Psst, yeah you! Ready for the weekend celebration of Independence Day? Check out how I created a USA flag tank top – made with no sewing, and upcycled from a t-shirt – in 8 steps using 8 items. First thing to do is go shopping … in your home closets or dresser. I went to the men’s dept in my home – also known as – hubby’s dresser, to
steal up-cycle one of his old white t-shirts (psst, this isn’t the first time I stole one of his t-shirts, see what I made here). . . .
I wanted to create a casual tank top fit out of the large t-shirt so I also needed to recruit my scissors to help me with the design, as well as other items that I already had within my home (ie: pen, scissors, etc.).
List of Ingredients:
1. old white t-shirt (preferably one that has stains to avoid guilt for stealing)
2. fabric paint red and blue (approx $2.50 each)
3. pen (for the brave ones) or pencil
4. scissors (to snip, trim, create)
5. painters tape (for flag lines + to hold stars)
6. paper / manila folder(for making stars)
7. sponge / brush (for applying paint)
8. baking sheets / something to protect surfaces from paint
Step 1: outline (create) the tank top design with a pen(cil). I wanted a low round neck line with wide arm area. I didn’t have a choice on the wide arm since I was converting a LARGE t-shirt (already with wide arms) into a medium size tank top, but I embraced the look finding it to be a perfect loose-design-tank-top style. Psst, wide arms are perfect for showing off a lil bit of your bathing suit.
Step 2: cut the neckline and arms. This could be an intimidating (“crap, I cut too much) step. Tip: simply cut an inch before your drawn line to see how the tank top fits first.
Step 3: add tape to make the flag stripes. I used 1.5″ thick painters tape. Fun tip: USA flag has a total of 13 combined (red + white) stripes representing the 13 colonies that declared independence from the British and became the first states of the Union | You can be precise and space the tape wider to create 13 lines/stripes. I didn’t. I prefer the thin lines look. Plus, I still had to paint and create stars! Also, make sure you protect the shirt and working area from the paint … with baking sheets, aluminum foil, cardboard, stack of paper etc.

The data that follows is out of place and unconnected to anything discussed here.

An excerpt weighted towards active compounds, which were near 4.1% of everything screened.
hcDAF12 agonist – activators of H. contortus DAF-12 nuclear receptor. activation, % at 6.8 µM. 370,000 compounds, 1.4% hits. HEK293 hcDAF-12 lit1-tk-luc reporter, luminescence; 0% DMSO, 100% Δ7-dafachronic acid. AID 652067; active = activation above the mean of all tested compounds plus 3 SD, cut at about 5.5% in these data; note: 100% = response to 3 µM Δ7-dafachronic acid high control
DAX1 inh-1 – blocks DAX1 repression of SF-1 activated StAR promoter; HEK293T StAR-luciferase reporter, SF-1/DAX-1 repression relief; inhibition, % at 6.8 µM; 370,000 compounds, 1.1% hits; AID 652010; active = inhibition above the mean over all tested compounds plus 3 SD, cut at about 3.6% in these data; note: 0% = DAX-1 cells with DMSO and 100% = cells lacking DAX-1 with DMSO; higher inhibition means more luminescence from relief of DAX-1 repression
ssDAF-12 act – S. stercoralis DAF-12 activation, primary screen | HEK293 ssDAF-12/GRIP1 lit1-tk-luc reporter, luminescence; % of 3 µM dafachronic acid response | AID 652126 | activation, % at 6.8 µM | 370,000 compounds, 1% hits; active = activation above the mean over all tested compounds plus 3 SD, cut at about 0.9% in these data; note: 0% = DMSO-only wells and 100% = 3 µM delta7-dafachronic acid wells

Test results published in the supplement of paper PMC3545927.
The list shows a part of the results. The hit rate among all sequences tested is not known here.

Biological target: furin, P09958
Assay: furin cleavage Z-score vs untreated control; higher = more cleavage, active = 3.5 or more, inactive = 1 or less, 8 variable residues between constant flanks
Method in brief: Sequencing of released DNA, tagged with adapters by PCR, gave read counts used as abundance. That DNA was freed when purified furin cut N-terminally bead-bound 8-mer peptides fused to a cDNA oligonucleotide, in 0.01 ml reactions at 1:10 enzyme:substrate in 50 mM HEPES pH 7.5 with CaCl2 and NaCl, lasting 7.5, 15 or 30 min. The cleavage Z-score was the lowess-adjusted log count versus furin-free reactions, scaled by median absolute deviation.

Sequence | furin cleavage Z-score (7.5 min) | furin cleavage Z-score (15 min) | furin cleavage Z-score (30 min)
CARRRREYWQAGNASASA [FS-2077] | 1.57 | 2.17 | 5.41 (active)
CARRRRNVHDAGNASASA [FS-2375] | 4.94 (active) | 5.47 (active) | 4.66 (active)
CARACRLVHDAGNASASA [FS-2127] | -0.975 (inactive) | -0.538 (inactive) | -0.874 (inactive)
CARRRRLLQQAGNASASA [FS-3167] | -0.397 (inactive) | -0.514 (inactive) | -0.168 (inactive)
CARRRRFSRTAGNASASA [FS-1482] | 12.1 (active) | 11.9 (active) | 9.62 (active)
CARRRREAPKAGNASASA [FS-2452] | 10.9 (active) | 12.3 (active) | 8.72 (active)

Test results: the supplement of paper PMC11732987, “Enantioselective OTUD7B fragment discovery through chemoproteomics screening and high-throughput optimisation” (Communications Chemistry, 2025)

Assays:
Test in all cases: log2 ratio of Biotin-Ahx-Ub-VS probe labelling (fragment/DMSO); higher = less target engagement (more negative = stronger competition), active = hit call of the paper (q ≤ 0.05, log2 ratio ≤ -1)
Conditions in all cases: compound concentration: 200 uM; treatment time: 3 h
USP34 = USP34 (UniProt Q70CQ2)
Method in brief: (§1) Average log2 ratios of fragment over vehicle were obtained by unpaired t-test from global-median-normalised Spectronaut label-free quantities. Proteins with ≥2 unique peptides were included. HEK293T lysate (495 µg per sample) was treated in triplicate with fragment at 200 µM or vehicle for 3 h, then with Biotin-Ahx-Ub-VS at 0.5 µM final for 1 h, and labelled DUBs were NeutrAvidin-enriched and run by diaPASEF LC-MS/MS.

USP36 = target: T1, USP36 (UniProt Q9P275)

Step 4: sponge red paint onto the white lines of the shirt. Tip: I added water to the red fabric paint to speed up the process and gave it a casual blurred look to the lines. Warning: unless you use tight gloves, you will end up with red manicured nails and hands.
Extra tip: Use nail polish remover to get the paint off your nails/hands.
Step 5: draw a star template while you let the red paint (stripes) dry. My star was 2″ long from tip to tip. Tip: The larger the stars, the more visible they are and the less painting to do. I used manila folder (thick stock paper for sturdiness).
Step 6: prep the stars area. Remove the tape from the red stripes, position the stars, then tape around it to create a border. Tip: add tape underneath the stars to help keep it in place.
Step 7. dab blue paint onto the shirt. A little dab here, a lil dab there, ok … bad that blue paint every where!!!
Step 8. Get some coffee (relax) / let paint dry & smile at your creation.
Step 9. Show off your patriotic creation.
Apart from turning shirts patriotic, the technique can also be used to american-ize:
* seat cushions,
* table clothes,
* etc fabric etc
Are you already scheming which t-shirt to steal (even from your very own closet) to get your patriotism on? I would LOVE to see photos if you make your own 4th of July tank top (for yourself or as a gift), email me your photos at email@example.com, even if they turn out not as you planned it so I can join you in laughter (funny fails) and personally give you extra tips. Remember, it is a casual shirt design, so there is no need to be perfect; just indulged in the happiness of being able to create something in this country your way (then show it off, wink!). Happy 4th of July to all my American friends!